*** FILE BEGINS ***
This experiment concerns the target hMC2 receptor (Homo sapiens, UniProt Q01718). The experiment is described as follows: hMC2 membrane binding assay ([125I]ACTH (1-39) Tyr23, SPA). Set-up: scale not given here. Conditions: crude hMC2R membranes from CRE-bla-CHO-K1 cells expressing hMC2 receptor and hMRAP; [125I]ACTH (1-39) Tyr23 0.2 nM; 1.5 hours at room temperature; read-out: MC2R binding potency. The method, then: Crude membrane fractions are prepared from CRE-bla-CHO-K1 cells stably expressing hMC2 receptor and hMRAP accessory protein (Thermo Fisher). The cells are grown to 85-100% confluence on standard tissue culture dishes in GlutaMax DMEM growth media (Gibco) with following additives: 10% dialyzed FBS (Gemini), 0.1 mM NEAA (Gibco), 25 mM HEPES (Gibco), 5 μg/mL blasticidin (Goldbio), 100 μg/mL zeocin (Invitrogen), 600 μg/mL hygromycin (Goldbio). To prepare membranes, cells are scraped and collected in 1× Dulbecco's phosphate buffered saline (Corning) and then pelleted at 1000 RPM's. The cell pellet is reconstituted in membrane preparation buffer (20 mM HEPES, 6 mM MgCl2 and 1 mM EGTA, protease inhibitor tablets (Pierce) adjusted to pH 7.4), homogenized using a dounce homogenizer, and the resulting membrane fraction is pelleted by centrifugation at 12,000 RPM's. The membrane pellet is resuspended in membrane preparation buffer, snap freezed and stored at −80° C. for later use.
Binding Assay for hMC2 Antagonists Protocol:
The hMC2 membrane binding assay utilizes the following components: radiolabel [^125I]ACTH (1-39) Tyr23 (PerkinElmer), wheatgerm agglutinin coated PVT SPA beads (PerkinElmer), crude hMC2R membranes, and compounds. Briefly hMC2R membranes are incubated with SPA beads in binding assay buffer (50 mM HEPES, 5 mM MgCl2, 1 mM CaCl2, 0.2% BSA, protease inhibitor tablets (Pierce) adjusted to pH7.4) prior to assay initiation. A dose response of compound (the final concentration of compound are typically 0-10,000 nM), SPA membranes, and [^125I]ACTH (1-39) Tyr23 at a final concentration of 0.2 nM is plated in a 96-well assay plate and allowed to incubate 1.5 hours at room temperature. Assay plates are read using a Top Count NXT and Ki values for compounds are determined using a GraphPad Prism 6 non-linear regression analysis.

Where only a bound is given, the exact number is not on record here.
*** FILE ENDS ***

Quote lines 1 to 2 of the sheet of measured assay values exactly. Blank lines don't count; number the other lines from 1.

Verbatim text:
This experiment concerns the target hMC2 receptor (Homo sapiens, UniProt Q01718). The experiment is described as follows: hMC2 membrane binding assay ([125I]ACTH (1-39) Tyr23, SPA). Set-up: scale not given here. Conditions: crude hMC2R membranes from CRE-bla-CHO-K1 cells expressing hMC2 receptor and hMRAP; [125I]ACTH (1-39) Tyr23 0.2 nM; 1.5 hours at room temperature; read-out: MC2R binding potency. The method, then: Crude membrane fractions are prepared from CRE-bla-CHO-K1 cells stably expressing hMC2 receptor and hMRAP accessory protein (Thermo Fisher). The cells are grown to 85-100% confluence on standard tissue culture dishes in GlutaMax DMEM growth media (Gibco) with following additives: 10% dialyzed FBS (Gemini), 0.1 mM NEAA (Gibco), 25 mM HEPES (Gibco), 5 μg/mL blasticidin (Goldbio), 100 μg/mL zeocin (Invitrogen), 600 μg/mL hygromycin (Goldbio). To prepare membranes, cells are scraped and collected in 1× Dulbecco's phosphate buffered saline (Corning) and then pelleted at 1000 RPM's. The cell pellet is reconstituted in membrane preparation buffer (20 mM HEPES, 6 mM MgCl2 and 1 mM EGTA, protease inhibitor tablets (Pierce) adjusted to pH 7.4), homogenized using a dounce homogenizer, and the resulting membrane fraction is pelleted by centrifugation at 12,000 RPM's. The membrane pellet is resuspended in membrane preparation buffer, snap freezed and stored at −80° C. for later use.
Binding Assay for hMC2 Antagonists Protocol: